Last week in South America, demonstrations increased compared to the previous week. Anti-government demonstrations continue to take place in Paraguay, while thousands protested in Bolivia following the arrest of former interim President Janine Áñez (Bolivia.com 16 March 2021). In Peru, demonstrations were reported across the country as transport workers went on strike to demand a decrease in gasoline and toll prices. In Colombia, demonstrations continued for the second consecutive week against the government’s decision to resume aerial fumigation of coca fields. Meanwhile, in Brazil, armed clashes remained at similar levels compared to the previous week. Protests against lockdown measures continue to be held in the country amid an increase in the coronavirus death rate.
In Paraguay, anti-government demonstrations continued for the second consecutive week. Citizens took to the streets to call for the impeachment of President Mario Abdo Benítez and Vice President Hugo Velázquez, due to their mishandling of the pandemic. Demonstrators claim that the response to the coronavirus health crisis has been aggravated by widespread government corruption. On 17 March, demonstrators broke into the building of the National Republican Association (Colorado Party) — the party of the president — and set fire to it. At least 27 people were arrested and several others were injured (ABC, 18 March 2021). Indigenous people also took part in several of the demonstrations across the country, demanding the resignation of employees and the president of the Paraguayan Indigenous Institute, accusing them of not providing assistance to indigenous people during the pandemic.
Demonstrations increased significantly in Bolivia last week compared to the previous week. Thousands of people took to the streets after the former interim President Jeanine Áñez and other former government officials were arrested on charges of “terrorism and sedition” (Bolivia.com 16 March 2021; The Guardian, 14 March 2021). They were arrested on the grounds that they were part of a coup to remove former left-wing President Evo Morales from power in 2019. Supporters of Áñez claim the arrests are illegal and amount to political persecution since the current president, Luis Arce, is from Morales’ party, the Movement for Socialism (MAS). Meanwhile, MAS supporters also demonstrated in support of the arrests, claiming justice is being served.
In Peru, hundreds of transport workers went on strike and staged demonstrations by blocking highways across the country (Diario de Chimbote, 17 March 2021). Demonstrations increased by over fivefold last week compared to the previous week, with 150 events reported. The nationwide demonstrations were called by the National Union of Transport Workers of Peru (UNT) to demand gasoline and toll prices be reduced. While most of the demonstrations were peaceful, demonstrators set fire to tires and flattened the tires of drivers who did not join the strike on some highways. Demonstrators clashed with police in the provinces of Arequipa, Lima, Junin, and Puno. On 20 March, the UNT reached an agreement with the government and demonstrations were suspended (Andina, 20 March 2021).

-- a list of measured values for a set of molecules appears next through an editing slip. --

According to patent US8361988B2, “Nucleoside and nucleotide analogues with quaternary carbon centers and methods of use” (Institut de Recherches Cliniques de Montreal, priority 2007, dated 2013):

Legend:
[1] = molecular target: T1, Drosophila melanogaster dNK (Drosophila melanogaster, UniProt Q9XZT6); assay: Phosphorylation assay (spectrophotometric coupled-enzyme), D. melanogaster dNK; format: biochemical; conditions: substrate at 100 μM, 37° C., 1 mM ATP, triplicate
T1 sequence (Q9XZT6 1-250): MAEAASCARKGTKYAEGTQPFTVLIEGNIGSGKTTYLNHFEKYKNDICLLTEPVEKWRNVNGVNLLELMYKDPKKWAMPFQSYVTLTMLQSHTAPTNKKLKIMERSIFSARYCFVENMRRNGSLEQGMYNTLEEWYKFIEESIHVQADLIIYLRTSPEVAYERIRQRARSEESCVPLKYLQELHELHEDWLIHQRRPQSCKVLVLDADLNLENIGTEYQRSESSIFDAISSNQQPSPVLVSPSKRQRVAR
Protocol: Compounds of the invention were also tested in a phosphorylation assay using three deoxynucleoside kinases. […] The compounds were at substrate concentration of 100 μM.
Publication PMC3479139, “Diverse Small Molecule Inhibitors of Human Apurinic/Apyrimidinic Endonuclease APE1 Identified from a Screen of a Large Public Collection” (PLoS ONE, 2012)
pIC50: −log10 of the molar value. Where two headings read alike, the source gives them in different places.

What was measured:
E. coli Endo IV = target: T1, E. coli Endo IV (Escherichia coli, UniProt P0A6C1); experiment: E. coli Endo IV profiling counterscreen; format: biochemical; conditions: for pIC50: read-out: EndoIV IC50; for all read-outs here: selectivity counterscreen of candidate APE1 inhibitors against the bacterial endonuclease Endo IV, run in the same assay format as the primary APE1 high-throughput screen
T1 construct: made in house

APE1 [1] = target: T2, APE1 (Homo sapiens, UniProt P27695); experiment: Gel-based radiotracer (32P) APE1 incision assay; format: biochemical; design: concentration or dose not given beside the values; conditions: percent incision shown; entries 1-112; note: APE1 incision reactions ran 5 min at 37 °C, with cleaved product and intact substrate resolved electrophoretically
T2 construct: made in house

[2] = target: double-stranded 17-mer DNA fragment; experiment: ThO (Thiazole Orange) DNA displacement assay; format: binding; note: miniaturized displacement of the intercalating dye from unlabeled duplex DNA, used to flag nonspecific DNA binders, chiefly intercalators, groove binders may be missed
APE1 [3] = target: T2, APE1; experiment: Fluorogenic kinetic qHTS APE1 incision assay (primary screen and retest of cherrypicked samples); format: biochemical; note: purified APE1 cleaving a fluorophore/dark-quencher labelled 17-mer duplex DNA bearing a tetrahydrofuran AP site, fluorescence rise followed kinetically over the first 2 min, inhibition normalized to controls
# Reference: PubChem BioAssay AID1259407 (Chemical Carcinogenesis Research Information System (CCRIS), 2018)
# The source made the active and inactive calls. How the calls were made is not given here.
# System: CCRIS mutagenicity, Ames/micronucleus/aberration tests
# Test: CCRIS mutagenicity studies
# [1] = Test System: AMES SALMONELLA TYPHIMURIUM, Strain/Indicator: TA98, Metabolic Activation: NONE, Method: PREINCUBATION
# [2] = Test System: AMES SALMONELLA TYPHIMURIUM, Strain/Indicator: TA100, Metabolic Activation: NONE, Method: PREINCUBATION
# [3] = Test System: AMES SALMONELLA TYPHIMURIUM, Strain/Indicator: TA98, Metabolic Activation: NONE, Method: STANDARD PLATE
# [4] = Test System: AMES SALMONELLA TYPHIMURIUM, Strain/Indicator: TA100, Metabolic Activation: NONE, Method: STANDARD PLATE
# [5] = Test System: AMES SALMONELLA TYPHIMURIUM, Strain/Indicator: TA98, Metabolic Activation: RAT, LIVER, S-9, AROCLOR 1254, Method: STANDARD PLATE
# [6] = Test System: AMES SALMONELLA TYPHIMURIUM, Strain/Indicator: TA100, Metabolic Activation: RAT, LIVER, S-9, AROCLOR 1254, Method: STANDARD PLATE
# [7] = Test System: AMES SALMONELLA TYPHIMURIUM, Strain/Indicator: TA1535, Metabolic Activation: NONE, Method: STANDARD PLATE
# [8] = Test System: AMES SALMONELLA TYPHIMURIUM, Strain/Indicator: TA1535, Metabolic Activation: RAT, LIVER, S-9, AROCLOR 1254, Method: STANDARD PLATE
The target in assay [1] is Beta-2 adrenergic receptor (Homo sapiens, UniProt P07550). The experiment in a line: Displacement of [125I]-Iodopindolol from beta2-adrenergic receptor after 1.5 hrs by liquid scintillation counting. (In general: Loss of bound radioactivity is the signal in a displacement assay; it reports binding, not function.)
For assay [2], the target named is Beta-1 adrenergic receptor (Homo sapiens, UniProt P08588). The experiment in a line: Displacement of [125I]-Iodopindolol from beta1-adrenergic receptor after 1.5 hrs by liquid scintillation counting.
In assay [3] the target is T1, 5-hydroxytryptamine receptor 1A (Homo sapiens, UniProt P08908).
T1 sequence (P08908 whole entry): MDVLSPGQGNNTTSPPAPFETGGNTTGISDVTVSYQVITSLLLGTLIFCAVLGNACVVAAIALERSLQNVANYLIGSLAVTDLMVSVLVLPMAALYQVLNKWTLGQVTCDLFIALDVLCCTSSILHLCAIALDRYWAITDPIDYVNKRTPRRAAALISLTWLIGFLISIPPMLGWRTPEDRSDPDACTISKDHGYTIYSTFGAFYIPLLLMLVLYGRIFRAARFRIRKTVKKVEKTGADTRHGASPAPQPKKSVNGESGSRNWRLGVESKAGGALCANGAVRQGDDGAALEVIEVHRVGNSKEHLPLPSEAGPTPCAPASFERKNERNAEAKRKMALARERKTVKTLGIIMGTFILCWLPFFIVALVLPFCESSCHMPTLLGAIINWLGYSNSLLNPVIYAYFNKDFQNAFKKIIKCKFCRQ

In Colombia, tensions between rural communities and the government continue over the announcement of the resumption of aerial fumigation of coca crops with the herbicide glyphosate. Demonstrations were reported for the second consecutive week, with farmers, indigenous communities, and Afro-Colombian groups protesting in 10 municipalities of the Nariño department. Similarly, farmers and indigenous groups in the Cauca department demand that the government comply with the Peace Agreement of 2016, which includes the introduction of alternative livelihood programs for families who economically depend on illegal crops. Protesters blocked the Pan-American highway, which connects the south of the country with the capital city of Bogotá, in at least three areas (Vanguardia Liberal, 15 March 2021).
In Brazil, violence against civilians events decreased by a quarter last week compared to the previous week, while armed clashes remained at similar levels. In the North Zone of Rio de Janeiro city, civil police officers carried out an operation against drug trafficking in the Barbante community in Governador island, an area controlled by the Red Command (CV). A shooting broke out between the police and the CV, with three suspects dying. In June 2020, the Supreme Court of Justice prohibited police operations in the favelas of Rio de Janeiro, in an attempt to protect civilians quarantining in violence-affected communities. While the operations were initially suspended, police operations continue to take place on a weekly basis, putting civilians at an increased risk of being caught in the crossfire (DW, 12 March 2021).
Meanwhile, demonstrations increased by over two-thirds last week in Brazil compared to the previous week. Demonstrations against the enforcement of stricter municipal quarantine measures took place in several cities across the country. With the lack of financial assistance for small businesses, workers and business owners took to the streets calling for the reopening of non-essential activities. The government’s mishandling of the pandemic has also motivated protests calling for the resignation of President Jair Bolsonaro, as well as for mass coronavirus vaccinations. On 22 March, Brazil reached 295,000 deaths, with an average death toll of 2,200 deaths per day for the past seven days (G1, 22 March 2021). Public health experts have warned that the surge of new virus variants, coupled with the lack of effective measures put in place by the federal government, will further exacerbate the health crisis in the country and will pose a significant threat to the world (The Guardian, 3 March 2021; The Washington Post, 9 March 2021).
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